Editorial: Let the Walls Fall
As parish choirs rehearse ‘O Little Town of Bethlehem’ and other sleepy carols to comfort and warm the heart at Christmas time, the sad, modern-day reality of Christ’s birthplace and its present-day inhabitants, who now live in the shadow of a giant wall with barbed wire and boulders, should not be forgotten. While from Berlin to Belfast many modern barriers were constructed to either contain, divide or defend, the Bethlehem wall seems an especially potent, poignant symbol of humanity’s abysmal failure to respond to the message of Christmas.
The Prince of Peace came to tear down the walls of hatred and division, to open our eyes to the common humanity that we share, to challenge the cynic, the sceptic and the world-weary like Ecclesiastes, that a better way can be found – that there is something new under the sun.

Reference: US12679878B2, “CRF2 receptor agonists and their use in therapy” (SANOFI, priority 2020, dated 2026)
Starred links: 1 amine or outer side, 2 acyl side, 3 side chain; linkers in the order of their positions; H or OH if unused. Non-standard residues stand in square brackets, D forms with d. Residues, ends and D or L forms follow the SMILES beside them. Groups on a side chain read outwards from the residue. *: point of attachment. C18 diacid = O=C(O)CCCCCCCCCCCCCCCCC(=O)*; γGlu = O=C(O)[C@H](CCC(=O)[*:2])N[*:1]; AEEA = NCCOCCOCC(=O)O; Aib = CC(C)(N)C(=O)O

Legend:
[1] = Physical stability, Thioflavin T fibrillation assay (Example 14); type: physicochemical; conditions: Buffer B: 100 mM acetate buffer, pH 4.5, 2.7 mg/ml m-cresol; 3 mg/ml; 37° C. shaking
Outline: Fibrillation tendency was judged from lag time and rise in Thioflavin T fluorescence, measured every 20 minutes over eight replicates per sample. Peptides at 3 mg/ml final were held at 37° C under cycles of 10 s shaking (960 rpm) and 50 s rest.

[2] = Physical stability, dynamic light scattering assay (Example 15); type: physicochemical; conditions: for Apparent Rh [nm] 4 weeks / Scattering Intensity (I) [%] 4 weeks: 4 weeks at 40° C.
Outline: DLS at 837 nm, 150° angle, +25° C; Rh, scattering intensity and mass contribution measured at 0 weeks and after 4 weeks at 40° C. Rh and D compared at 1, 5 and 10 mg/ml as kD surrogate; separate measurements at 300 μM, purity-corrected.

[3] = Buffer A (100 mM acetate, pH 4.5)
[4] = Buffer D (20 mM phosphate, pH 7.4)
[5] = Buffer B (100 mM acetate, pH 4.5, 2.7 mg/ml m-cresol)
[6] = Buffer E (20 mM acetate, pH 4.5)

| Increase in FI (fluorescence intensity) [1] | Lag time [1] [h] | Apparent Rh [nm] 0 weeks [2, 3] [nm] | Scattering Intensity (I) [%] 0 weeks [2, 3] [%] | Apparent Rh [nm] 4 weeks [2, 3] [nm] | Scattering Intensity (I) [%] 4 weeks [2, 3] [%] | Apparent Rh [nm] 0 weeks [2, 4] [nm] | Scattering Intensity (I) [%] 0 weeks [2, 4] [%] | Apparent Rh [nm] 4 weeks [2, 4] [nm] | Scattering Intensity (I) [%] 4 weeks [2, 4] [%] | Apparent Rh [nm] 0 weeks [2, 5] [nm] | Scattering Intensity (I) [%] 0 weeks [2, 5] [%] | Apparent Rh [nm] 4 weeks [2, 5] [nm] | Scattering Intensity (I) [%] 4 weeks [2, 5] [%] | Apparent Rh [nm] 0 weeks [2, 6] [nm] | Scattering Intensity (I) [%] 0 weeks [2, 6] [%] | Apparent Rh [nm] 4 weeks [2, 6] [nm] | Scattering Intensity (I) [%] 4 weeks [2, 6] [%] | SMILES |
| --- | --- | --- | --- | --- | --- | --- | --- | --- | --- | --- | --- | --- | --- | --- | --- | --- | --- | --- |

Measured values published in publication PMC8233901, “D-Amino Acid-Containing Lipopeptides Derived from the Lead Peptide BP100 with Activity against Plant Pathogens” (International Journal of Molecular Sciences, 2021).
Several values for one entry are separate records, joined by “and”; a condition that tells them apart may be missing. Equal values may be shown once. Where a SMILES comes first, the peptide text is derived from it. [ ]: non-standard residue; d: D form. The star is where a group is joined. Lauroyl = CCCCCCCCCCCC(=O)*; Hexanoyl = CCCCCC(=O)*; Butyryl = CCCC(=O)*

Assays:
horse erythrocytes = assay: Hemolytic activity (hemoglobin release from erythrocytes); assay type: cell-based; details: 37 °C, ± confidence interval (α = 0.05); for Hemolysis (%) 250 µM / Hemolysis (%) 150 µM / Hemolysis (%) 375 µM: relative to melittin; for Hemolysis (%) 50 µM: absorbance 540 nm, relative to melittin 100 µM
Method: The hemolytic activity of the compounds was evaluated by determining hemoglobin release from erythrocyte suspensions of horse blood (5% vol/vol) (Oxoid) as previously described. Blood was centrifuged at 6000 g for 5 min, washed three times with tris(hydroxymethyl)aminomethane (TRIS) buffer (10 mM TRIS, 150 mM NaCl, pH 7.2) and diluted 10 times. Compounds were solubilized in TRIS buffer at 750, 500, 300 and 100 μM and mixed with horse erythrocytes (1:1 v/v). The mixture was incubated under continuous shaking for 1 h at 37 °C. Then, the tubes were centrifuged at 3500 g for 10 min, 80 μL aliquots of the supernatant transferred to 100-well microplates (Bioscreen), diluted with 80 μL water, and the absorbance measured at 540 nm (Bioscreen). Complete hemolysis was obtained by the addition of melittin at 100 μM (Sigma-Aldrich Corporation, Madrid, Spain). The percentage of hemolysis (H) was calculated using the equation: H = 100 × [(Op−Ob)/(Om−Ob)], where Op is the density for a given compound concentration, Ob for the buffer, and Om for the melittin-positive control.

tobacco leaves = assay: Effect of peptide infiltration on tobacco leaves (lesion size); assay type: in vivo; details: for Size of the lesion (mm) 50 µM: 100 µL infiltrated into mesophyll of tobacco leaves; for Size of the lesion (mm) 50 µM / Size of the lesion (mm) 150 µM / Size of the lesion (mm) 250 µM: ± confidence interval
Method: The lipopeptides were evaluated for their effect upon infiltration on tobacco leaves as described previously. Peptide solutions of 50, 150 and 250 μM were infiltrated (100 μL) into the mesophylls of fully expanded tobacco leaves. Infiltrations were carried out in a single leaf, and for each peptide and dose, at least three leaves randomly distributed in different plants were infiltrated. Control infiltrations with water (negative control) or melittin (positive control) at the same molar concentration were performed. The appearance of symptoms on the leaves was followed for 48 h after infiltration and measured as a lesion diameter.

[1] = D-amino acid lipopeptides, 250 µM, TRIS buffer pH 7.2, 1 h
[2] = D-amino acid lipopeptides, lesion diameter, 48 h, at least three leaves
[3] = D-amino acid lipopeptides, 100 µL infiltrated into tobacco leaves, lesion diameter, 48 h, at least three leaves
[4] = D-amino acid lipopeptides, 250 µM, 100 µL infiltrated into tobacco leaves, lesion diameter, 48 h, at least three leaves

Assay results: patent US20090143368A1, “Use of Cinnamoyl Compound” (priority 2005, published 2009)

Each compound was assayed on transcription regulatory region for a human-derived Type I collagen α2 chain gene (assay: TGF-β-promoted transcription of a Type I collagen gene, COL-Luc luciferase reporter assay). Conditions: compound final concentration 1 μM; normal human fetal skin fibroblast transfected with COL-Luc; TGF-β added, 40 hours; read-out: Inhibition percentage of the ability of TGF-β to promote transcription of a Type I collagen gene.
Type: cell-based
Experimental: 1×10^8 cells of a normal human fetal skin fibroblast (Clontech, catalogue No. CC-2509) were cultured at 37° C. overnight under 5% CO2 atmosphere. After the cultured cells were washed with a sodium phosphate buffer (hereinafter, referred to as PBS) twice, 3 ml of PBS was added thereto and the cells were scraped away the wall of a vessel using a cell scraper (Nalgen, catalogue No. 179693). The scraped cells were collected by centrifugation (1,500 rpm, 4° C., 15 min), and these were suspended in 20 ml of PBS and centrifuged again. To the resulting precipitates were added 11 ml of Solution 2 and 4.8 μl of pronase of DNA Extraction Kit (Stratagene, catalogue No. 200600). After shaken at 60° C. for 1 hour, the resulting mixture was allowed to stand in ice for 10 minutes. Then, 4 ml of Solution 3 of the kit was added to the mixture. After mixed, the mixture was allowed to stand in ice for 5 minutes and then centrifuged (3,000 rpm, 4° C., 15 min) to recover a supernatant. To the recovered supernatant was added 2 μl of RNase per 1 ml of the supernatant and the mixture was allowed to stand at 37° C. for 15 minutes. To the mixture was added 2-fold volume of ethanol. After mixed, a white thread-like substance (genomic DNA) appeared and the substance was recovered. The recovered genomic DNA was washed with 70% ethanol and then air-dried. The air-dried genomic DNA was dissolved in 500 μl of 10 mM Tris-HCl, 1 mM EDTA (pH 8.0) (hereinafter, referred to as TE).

Some say that Charles Dickens and Coca Cola are responsible for the festive season of chubby cheerfulness now called Xmas. Dickens, at least through his immortal Ebenezer Scrooge, upheld the possibility of re-birth and renewal through his Christmas tale, that the past did not have to dictate the future, that change was possible.
In his poem ‘Christmas Eve Remembered’, Patrick Kavanagh spoke of the poor, the young and the old whose lives were hard but hope certain; ‘For one in Bethlehem has kept their dreams safe for them.’ The hopes and fears of all the years, as the carol says, that turned people’s minds to Bethlehem in times past should continue to point us there even in its present sad condition. Walls fall as they did in Berlin and Belfast. There is a light here that the darkness cannot overpower.
Peace and joy be yours this Christmas time.
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